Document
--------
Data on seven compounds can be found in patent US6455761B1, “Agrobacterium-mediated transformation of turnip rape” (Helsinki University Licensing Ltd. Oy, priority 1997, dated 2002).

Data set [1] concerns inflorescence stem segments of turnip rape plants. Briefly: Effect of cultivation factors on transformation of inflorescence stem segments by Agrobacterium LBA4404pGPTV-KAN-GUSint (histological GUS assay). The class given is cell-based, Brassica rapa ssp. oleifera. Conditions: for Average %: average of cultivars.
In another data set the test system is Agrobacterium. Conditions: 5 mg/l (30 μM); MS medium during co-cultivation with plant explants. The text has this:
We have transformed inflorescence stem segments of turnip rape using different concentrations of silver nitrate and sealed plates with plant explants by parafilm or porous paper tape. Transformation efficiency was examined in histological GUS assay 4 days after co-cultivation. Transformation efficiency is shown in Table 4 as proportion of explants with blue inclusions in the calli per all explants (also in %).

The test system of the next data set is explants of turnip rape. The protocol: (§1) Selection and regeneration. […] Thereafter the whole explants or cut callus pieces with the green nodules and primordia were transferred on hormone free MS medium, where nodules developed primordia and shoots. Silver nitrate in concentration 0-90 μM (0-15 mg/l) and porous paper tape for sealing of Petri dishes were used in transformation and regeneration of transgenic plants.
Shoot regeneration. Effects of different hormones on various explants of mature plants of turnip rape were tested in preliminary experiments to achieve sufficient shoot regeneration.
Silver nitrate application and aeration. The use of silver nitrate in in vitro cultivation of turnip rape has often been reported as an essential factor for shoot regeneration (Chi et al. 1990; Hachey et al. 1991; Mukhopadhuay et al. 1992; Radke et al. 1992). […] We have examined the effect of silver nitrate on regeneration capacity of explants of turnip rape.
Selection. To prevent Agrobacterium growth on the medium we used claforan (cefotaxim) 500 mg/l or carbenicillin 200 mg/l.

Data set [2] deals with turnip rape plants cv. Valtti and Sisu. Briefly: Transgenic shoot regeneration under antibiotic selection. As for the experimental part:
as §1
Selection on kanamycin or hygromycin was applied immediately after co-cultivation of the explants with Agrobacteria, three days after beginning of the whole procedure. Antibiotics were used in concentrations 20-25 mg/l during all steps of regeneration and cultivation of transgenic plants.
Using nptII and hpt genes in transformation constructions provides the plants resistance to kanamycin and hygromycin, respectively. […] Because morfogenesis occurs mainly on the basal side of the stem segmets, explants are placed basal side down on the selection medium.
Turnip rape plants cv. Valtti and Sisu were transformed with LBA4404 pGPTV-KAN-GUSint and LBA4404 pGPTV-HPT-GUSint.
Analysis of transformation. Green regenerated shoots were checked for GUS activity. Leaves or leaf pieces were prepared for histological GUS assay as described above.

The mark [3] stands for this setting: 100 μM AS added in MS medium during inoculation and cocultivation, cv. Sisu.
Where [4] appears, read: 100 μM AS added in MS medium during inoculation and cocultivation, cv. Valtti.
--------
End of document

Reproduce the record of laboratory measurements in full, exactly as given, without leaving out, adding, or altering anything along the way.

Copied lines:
Data on seven compounds can be found in patent US6455761B1, “Agrobacterium-mediated transformation of turnip rape” (Helsinki University Licensing Ltd. Oy, priority 1997, dated 2002).

Data set [1] concerns inflorescence stem segments of turnip rape plants. Briefly: Effect of cultivation factors on transformation of inflorescence stem segments by Agrobacterium LBA4404pGPTV-KAN-GUSint (histological GUS assay). The class given is cell-based, Brassica rapa ssp. oleifera. Conditions: for Average %: average of cultivars.
In another data set the test system is Agrobacterium. Conditions: 5 mg/l (30 μM); MS medium during co-cultivation with plant explants. The text has this:
We have transformed inflorescence stem segments of turnip rape using different concentrations of silver nitrate and sealed plates with plant explants by parafilm or porous paper tape. Transformation efficiency was examined in histological GUS assay 4 days after co-cultivation. Transformation efficiency is shown in Table 4 as proportion of explants with blue inclusions in the calli per all explants (also in %).

The test system of the next data set is explants of turnip rape. The protocol: (§1) Selection and regeneration. […] Thereafter the whole explants or cut callus pieces with the green nodules and primordia were transferred on hormone free MS medium, where nodules developed primordia and shoots. Silver nitrate in concentration 0-90 μM (0-15 mg/l) and porous paper tape for sealing of Petri dishes were used in transformation and regeneration of transgenic plants.
Shoot regeneration. Effects of different hormones on various explants of mature plants of turnip rape were tested in preliminary experiments to achieve sufficient shoot regeneration.
Silver nitrate application and aeration. The use of silver nitrate in in vitro cultivation of turnip rape has often been reported as an essential factor for shoot regeneration (Chi et al. 1990; Hachey et al. 1991; Mukhopadhuay et al. 1992; Radke et al. 1992). […] We have examined the effect of silver nitrate on regeneration capacity of explants of turnip rape.
Selection. To prevent Agrobacterium growth on the medium we used claforan (cefotaxim) 500 mg/l or carbenicillin 200 mg/l.

Data set [2] deals with turnip rape plants cv. Valtti and Sisu. Briefly: Transgenic shoot regeneration under antibiotic selection. As for the experimental part:
as §1
Selection on kanamycin or hygromycin was applied immediately after co-cultivation of the explants with Agrobacteria, three days after beginning of the whole procedure. Antibiotics were used in concentrations 20-25 mg/l during all steps of regeneration and cultivation of transgenic plants.
Using nptII and hpt genes in transformation constructions provides the plants resistance to kanamycin and hygromycin, respectively. […] Because morfogenesis occurs mainly on the basal side of the stem segmets, explants are placed basal side down on the selection medium.
Turnip rape plants cv. Valtti and Sisu were transformed with LBA4404 pGPTV-KAN-GUSint and LBA4404 pGPTV-HPT-GUSint.
Analysis of transformation. Green regenerated shoots were checked for GUS activity. Leaves or leaf pieces were prepared for histological GUS assay as described above.

The mark [3] stands for this setting: 100 μM AS added in MS medium during inoculation and cocultivation, cv. Sisu.
Where [4] appears, read: 100 μM AS added in MS medium during inoculation and cocultivation, cv. Valtti.